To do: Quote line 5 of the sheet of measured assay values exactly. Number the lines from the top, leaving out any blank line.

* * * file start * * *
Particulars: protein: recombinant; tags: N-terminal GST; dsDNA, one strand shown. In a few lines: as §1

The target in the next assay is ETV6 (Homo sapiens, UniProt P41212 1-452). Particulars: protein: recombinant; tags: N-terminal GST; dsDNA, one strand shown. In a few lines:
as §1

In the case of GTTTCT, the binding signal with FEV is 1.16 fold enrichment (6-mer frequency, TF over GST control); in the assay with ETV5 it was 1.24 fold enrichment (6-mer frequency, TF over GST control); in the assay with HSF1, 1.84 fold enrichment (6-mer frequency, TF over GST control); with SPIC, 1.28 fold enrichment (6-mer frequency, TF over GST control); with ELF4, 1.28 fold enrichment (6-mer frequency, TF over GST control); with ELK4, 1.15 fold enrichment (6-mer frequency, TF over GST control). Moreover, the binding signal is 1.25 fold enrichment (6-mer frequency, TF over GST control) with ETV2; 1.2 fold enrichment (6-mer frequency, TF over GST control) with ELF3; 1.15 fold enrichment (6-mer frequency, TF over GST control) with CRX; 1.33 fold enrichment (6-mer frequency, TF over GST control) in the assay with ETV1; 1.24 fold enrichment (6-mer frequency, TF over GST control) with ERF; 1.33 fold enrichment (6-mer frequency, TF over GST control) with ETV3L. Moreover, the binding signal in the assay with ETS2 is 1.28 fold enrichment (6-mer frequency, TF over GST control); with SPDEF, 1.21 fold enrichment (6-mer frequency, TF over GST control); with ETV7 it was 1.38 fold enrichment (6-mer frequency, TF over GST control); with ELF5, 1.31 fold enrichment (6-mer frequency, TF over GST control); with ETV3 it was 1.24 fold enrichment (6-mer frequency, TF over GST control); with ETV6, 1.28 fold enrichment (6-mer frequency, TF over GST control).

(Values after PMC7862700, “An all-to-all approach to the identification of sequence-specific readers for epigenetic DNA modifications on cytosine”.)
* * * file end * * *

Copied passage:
(Values after PMC7862700, “An all-to-all approach to the identification of sequence-specific readers for epigenetic DNA modifications on cytosine”.)